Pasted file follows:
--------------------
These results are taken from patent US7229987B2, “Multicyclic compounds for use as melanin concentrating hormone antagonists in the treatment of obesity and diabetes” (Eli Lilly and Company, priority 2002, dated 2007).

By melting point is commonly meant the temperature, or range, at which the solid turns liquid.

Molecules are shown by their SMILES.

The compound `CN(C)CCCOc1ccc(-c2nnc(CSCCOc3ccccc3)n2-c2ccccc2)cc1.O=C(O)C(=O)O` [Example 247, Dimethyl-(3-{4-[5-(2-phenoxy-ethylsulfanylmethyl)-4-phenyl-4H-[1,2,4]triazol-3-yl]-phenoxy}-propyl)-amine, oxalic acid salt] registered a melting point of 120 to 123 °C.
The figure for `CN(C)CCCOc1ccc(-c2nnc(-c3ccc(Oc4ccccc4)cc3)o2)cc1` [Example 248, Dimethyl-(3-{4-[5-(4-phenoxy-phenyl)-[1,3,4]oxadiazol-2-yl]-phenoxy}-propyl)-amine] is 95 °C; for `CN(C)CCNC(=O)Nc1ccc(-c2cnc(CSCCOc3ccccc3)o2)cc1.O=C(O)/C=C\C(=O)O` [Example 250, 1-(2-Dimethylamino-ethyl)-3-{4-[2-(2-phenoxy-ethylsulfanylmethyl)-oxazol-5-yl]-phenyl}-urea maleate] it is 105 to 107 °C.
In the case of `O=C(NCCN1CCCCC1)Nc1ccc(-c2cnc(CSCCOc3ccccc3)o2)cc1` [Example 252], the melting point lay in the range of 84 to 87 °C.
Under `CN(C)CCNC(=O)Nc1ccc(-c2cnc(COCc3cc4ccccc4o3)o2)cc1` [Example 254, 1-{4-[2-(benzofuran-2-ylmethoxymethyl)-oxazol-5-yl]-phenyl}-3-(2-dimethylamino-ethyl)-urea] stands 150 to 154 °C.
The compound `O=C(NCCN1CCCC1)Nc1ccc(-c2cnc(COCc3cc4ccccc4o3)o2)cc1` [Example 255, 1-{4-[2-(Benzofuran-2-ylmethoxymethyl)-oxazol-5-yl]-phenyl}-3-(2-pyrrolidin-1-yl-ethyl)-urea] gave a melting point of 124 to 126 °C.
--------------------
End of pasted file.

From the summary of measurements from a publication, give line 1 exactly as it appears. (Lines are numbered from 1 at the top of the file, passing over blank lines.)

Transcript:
These results are taken from patent US7229987B2, “Multicyclic compounds for use as melanin concentrating hormone antagonists in the treatment of obesity and diabetes” (Eli Lilly and Company, priority 2002, dated 2007).